Virus link with chronic fatigue syndrome resurfaces
* 12:47 25 August 2010 by Andy Coghlan
The discovery of mouse virus fragments in cells from people with chronic fatigue syndrome has reinforced earlier claims that they may cause the condition.
The origins and even the existence of chronic fatigue syndrome have been widely debated for many years. Some claim that its symptoms, including cramps, listlessness and lethargy, have psychological causes, but the search for an infectious agent has continued.
The latest findings have revived speculation that mouse viruses may be responsible for the condition – although four earlier studies have failed to find traces of such viruses in samples from patients.
Confusingly, the gene fragments identified in the new study are not from the same strain of mouse virus – the xenotropic murine leukaemia virus-related virus (XMRV) – identified as a possible cause a year ago.
Instead, Shyh-Ching Lo of the Food and Drug Administration in Bethesda, Maryland, and colleagues found that blood samples from 32 of 37 people with chronic fatigue syndrome contained “polytropic” murine leukaemia virus-related fragments, compared with only three of 44 healthy blood donors.
The crucial distinction is that XMRV won’t infect mouse cells – despite being a variant of a virus that originated in mice – whereas the “polytropic” variant is equally capable of infecting mouse cells and cells from other animals, including humans.
“The message is that murine leukaemia viruses, whether XMRV or polytropic MLVs, are strongly associated with the cases of chronic fatigue syndrome tested by us and the cases tested last year by the Whittemore Peterson Institute [in Reno, Nevada],” says Harvey Alter of the National Institutes of Health in Bethesda, Maryland, and the senior author of the new study.
Alter says that just as there are several viruses that cause similar symptoms of hepatitis, so there may be several MLVs causing chronic fatigue syndrome.
The other puzzle is why four other studies published over the past year drew a blank when they hunted for traces of MLV-related viruses in blood from patients.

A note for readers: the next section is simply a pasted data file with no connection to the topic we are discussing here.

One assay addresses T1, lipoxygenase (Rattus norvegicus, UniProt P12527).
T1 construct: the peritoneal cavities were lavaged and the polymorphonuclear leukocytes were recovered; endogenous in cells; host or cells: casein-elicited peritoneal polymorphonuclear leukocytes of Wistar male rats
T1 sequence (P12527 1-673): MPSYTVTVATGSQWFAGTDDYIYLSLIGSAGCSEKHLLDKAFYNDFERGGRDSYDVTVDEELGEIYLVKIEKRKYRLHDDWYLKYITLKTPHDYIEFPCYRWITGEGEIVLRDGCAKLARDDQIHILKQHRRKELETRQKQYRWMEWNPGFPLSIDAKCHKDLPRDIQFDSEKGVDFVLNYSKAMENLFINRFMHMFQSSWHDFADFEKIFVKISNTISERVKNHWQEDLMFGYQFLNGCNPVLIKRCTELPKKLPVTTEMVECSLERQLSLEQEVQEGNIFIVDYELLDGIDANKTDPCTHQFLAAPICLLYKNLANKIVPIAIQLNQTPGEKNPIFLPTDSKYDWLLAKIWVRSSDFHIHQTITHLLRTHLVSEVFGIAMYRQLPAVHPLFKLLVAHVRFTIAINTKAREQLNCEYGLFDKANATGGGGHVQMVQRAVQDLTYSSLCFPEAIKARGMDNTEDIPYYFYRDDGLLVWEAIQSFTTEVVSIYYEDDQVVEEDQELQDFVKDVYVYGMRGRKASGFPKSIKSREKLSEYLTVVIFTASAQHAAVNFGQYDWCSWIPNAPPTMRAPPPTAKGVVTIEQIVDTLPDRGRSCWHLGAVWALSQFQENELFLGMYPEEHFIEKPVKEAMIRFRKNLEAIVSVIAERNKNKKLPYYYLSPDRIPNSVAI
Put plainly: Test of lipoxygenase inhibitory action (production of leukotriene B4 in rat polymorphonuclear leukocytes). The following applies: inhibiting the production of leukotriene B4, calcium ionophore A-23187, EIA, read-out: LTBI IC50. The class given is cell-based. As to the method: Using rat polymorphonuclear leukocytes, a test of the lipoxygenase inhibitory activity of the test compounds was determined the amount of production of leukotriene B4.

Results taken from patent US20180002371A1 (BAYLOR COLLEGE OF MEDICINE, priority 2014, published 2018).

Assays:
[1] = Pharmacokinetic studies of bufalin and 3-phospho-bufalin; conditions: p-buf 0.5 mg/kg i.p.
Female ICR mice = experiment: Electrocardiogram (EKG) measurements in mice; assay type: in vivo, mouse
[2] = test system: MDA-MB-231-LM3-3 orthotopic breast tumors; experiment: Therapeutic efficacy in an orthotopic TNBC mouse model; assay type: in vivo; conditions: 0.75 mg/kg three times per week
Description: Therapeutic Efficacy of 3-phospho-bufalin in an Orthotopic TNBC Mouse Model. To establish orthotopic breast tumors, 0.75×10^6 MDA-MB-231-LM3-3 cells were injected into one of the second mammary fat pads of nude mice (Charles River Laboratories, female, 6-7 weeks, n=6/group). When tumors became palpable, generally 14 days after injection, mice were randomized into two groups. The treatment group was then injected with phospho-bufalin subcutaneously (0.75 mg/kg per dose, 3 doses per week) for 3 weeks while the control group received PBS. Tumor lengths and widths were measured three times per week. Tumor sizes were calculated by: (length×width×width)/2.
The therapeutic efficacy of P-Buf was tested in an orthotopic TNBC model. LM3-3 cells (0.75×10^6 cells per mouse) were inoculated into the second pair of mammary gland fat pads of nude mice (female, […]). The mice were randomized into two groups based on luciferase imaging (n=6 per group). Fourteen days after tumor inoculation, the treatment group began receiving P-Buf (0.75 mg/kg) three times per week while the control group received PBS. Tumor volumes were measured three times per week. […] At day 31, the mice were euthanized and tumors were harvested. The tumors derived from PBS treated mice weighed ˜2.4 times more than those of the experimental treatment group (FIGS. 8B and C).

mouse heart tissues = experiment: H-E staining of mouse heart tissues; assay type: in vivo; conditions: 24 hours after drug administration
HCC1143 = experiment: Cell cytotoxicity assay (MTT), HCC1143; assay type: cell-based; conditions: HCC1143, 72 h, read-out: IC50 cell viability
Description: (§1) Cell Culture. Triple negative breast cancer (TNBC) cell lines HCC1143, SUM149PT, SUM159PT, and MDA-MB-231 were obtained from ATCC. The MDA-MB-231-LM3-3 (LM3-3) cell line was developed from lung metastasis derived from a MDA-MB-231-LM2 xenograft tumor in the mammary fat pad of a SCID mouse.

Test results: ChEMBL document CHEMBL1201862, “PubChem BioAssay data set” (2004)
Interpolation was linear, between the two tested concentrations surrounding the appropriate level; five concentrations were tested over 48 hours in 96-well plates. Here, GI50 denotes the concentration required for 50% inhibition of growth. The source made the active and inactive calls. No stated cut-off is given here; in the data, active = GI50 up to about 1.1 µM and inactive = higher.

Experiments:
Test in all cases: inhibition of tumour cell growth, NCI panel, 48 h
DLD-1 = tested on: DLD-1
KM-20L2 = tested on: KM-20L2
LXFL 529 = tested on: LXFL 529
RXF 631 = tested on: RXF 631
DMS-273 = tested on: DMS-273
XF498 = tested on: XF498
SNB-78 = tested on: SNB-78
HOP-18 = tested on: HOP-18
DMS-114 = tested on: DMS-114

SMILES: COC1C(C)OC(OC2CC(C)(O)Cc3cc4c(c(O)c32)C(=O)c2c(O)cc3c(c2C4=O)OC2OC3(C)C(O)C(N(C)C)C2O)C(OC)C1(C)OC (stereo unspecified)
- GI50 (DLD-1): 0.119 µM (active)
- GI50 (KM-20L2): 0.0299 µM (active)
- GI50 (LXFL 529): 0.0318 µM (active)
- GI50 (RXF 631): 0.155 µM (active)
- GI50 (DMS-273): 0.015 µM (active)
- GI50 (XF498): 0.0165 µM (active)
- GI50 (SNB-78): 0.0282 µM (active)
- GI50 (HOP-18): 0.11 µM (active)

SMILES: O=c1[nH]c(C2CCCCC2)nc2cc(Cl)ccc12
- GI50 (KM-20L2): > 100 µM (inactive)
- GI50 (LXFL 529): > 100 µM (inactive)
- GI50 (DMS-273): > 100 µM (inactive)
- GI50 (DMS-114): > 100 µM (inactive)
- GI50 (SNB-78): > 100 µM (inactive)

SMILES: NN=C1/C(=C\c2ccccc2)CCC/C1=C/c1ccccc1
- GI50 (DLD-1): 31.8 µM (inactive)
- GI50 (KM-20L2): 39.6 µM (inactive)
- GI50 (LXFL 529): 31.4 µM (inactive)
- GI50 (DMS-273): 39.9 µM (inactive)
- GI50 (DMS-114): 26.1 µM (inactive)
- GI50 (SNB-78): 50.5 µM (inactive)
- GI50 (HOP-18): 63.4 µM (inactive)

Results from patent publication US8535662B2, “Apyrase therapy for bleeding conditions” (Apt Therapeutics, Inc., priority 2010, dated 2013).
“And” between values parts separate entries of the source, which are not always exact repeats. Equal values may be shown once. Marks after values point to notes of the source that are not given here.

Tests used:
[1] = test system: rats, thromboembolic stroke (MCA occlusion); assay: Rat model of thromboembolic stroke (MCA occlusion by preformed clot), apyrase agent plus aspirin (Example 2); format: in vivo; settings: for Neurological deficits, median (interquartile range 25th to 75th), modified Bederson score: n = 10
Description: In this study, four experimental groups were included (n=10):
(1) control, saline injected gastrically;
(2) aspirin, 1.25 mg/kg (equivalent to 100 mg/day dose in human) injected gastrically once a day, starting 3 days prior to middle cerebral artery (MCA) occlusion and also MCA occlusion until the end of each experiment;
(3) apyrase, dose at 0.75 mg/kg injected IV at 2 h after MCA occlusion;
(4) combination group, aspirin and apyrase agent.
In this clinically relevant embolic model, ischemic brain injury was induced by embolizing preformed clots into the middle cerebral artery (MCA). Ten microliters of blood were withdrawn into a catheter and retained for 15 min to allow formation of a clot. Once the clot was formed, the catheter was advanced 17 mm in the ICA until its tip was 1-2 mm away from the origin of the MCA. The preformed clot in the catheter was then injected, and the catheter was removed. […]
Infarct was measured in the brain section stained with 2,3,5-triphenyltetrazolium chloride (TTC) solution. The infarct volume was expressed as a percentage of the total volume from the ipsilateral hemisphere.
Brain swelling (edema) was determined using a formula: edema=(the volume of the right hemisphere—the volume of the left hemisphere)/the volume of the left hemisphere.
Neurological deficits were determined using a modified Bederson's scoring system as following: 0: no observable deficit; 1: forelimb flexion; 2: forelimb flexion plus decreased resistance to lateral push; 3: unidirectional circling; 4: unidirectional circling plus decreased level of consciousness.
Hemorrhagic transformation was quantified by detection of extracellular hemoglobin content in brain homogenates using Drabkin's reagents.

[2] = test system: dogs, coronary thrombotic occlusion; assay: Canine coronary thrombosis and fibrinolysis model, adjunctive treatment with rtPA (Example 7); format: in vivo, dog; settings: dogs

Bill Switzer of the Centers for Disease Control and Prevention, who headed one of the four studies, says that a recent quality-control trial has ruled out differences in the testing procedures as a possible explanation. Several labs, including Lo’s, all received identical samples to test. “All the labs had the same results, so it’s not the assays,” says Switzer.
Another possibility is that mouse viruses vary from place to place. This might explain why no mouse viruses have yet been found in European patients.
Myra McClure of Imperial College London, who headed one of the two British studies that failed to identify the virus, says that Lo and his colleagues could have done two further tests that would have strengthened the evidence that the patients’ cells contained live, infectious viruses.
By growing patients’ cells in the lab alongside healthy cells, Lo’s team could have proved that the virus could cross-infect uninfected neighbouring cells. Also, they could have screened blood for antibodies to the mouse viruses, which also would have shown that the viruses were infectious. “It would have been more reassuring to have those results too,” she says.
Journal reference: Proceedings of the National Academy of Sciences, DOI: DOI: 10.1073/pnas.1006901107